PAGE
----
Better Palliative Care for people with a Dementia: Summary of InterdisciplinaryWorkshop Highlighting Current Gaps and Recommendations for Future Research

Siobhan T Fox, Carol FitzGerald, Karen Harrison Dening, Kate Irving, W George Kernohan, Adrian Treloar, David Oliver, Suzanne Guerin, Suzanne Timmons

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Background: Dementia is the most common neurological disorder worldwide and is alife-limiting condition, but very often is not recognised as such. People with dementia,and their carers, have been shown to have palliative care needs equal in extent tothose of cancer patients. However, many people with advanced dementia are notroutinely being assessed to determine their palliative care needs, and it is not clearwhy this is so.Main Body: An interdisciplinary workshop on "Palliative Care in Neurodegeneration,with a focus on Dementia", was held in Cork, Ireland, in May 2016. The key aim of thisworkshop was to discuss the evidence base for palliative care for people withdementia, to identify 'gaps' for clinical research, and to make recommendations forinterdisciplinary research practice. To lead the discussion throughout the day amultidisciplinary panel of expert speakers were brought together, including bothresearchers and clinicians from across Ireland and the UK. Targeted invitations weresent to attendees ensuring all key stakeholders were present to contribute todiscussions. In total, 49 experts representing 17 different academic and practicesettings, attended.Key topics for discussion were pre-selected based on previously identified researchpriorities (e.g. James Lind Alliance) and stakeholder input. Key discussion topicsincluded: i. Advance Care Planning for people with Dementia; ii. Personhood in End-oflifeDementia care; iii. Topics in the care of advanced dementia at home. These topicswere used as a starting point, and the ethos of the workshop was that the attendeescould stimulate discussion and debate in any relevant area, not just the key topics,summarised under iv. Other priorities.Conclusions: The care experienced by people with dementia and their families has thepotential to be improved; palliative care frameworks may have much to offer in thisendeavour. However, a solid evidence base is required to translate palliative care intopractice in the context of dementia. This paper presents suggested research prioritiesas a starting point to build this evidence base. An interdisciplinary approach toresearch and priority setting is essential to develop actionable knowledge in this area.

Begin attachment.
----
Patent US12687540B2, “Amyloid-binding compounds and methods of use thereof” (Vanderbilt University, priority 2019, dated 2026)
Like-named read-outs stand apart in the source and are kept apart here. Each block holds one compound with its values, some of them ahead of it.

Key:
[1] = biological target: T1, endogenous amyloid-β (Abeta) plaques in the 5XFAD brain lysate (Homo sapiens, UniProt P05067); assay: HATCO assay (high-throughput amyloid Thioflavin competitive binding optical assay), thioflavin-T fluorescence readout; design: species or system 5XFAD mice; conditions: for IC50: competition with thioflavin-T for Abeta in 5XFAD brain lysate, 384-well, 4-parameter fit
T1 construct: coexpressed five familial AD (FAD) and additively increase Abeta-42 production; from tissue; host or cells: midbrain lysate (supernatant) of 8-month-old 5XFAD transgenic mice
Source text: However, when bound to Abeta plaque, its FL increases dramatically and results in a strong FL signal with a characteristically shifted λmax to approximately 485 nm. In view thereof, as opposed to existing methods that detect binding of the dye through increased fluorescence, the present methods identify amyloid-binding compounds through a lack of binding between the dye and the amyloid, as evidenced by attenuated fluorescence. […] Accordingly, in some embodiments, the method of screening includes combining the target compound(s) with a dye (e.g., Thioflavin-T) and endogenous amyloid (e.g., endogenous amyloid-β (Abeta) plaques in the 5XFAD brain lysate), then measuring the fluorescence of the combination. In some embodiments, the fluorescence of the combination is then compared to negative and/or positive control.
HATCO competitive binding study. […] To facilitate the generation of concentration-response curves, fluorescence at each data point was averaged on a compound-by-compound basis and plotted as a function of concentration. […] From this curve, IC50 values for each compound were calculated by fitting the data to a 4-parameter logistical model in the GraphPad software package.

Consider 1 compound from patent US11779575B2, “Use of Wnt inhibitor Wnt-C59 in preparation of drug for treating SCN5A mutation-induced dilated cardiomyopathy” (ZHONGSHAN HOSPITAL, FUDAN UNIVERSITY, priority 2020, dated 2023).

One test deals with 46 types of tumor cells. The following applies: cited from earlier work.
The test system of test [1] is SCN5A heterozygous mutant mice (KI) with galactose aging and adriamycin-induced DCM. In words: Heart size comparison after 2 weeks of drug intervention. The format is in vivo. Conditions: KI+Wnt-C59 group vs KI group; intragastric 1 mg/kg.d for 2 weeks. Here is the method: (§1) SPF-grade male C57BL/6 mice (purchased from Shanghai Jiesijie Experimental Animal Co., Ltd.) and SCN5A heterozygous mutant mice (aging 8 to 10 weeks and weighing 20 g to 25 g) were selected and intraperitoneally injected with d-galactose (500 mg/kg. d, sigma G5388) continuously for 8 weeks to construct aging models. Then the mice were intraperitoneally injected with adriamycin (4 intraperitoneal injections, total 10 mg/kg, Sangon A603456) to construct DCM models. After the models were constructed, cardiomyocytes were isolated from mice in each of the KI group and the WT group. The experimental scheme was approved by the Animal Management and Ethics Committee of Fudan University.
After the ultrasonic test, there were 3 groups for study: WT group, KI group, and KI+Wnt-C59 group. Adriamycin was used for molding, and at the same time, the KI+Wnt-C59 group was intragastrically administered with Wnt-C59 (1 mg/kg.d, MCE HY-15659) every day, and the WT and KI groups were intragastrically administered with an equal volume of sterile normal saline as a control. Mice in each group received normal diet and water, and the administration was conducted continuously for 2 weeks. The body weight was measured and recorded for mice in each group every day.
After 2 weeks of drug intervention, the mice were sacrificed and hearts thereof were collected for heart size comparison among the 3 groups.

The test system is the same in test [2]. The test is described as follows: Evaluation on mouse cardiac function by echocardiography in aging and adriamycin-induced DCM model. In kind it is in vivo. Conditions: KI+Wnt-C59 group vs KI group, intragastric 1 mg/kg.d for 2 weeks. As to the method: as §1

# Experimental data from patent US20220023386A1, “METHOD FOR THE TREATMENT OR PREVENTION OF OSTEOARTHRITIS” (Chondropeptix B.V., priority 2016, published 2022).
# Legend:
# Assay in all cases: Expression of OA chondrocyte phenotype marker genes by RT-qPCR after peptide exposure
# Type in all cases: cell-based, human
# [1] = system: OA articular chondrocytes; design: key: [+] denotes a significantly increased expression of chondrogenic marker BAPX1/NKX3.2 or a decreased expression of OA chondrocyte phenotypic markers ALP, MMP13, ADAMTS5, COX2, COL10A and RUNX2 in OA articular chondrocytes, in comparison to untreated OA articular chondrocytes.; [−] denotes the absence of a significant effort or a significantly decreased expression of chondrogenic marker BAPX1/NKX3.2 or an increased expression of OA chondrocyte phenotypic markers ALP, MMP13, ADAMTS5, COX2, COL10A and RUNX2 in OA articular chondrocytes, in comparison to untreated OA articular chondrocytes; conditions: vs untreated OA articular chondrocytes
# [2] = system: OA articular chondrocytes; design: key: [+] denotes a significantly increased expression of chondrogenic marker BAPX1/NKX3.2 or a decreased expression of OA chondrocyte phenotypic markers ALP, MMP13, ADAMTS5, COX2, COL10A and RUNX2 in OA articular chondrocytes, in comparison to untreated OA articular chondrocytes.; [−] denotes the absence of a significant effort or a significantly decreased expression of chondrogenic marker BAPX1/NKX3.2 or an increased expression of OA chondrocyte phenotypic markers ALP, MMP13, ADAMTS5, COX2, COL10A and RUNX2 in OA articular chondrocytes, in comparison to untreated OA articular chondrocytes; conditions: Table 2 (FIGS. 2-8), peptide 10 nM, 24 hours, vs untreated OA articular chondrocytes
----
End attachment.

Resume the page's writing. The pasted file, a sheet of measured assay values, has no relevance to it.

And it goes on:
Original languageEnglish
JournalBMC Palliative Care
Issue number9
Publication statusPublished (in print/issue) - 14 Jul 2017


  • Dementia – Neurodegenerative diseases – Interdisciplinary research – Research priorities – Advance care planning – Personhood – Care at home


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